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We define Carolina Grad Student F1RSTS as those whose parent(s)/guardian(s) have not earned a master’s or doctoral degree. We recognize that our graduate students come from a broad range of diverse educational experiences, with many first-generation graduate students also having been first-generation college students. This initiative focuses on navigating academic culture, thriving as an advanced student, and building community.

Stephanie Medina-Molina participates in a welcome event while Kathy Wood and Yesenia Pedro Vicente look on.
Stephanie Medina-Molina participates in a welcome event while Kathy Wood and Yesenia Pedro Vicente look on.

How We Create Student Success

  • Orientation – acclimating to academic culture
  • Understanding mentor/mentee relationship
  • Learning to ask for help
  • Communicating your academic training to family and friends
  • Learning to ask questions you assume everyone already knows
  • Understanding funding basics
  • Tapping into and creating informal support networks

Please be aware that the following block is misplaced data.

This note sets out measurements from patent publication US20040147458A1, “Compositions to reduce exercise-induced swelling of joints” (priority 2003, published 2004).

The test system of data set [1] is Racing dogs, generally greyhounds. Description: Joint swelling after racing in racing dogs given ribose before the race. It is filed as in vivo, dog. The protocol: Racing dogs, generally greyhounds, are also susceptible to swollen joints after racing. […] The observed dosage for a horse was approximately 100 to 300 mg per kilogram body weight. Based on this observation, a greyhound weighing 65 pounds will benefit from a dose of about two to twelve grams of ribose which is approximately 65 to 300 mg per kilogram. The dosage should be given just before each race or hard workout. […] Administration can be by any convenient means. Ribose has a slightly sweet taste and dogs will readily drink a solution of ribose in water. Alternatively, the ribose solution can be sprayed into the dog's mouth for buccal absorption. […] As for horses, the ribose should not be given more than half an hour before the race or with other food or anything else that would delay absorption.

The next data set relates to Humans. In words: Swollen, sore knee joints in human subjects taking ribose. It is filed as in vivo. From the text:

• First-generation faculty panel discussion
  • First-Gen Fridays—social networking events

 

First-Gen Forward Advisory Institution

Carolina is part of the first cohort of institutions recognized by the Center for First-Generation Student Success, an initiative of NASPA-Student Affairs Administrators in Higher Education and The Suder Foundation. Recognition as a First-Gen Forward Advisory Institution comes because of the commitment to first-generation college student support by Carolina Grad Student F1RSTS and Carolina Firsts.

Additional Resources

The Carolina F1RSTS office supports undergraduate first-generation college students. Their office welcomes faculty, staff, and graduate students to become Carolina F1RSTS Advocates to serve as resources. Advocates trainings are offered throughout the academic year.

“I wasn’t aware of support for first-generation students at the universities where I did my undergraduate and master’s degrees so appreciate that UNC-Chapel Hill recognizes and supports us.” —UNC-Chapel Hill graduate student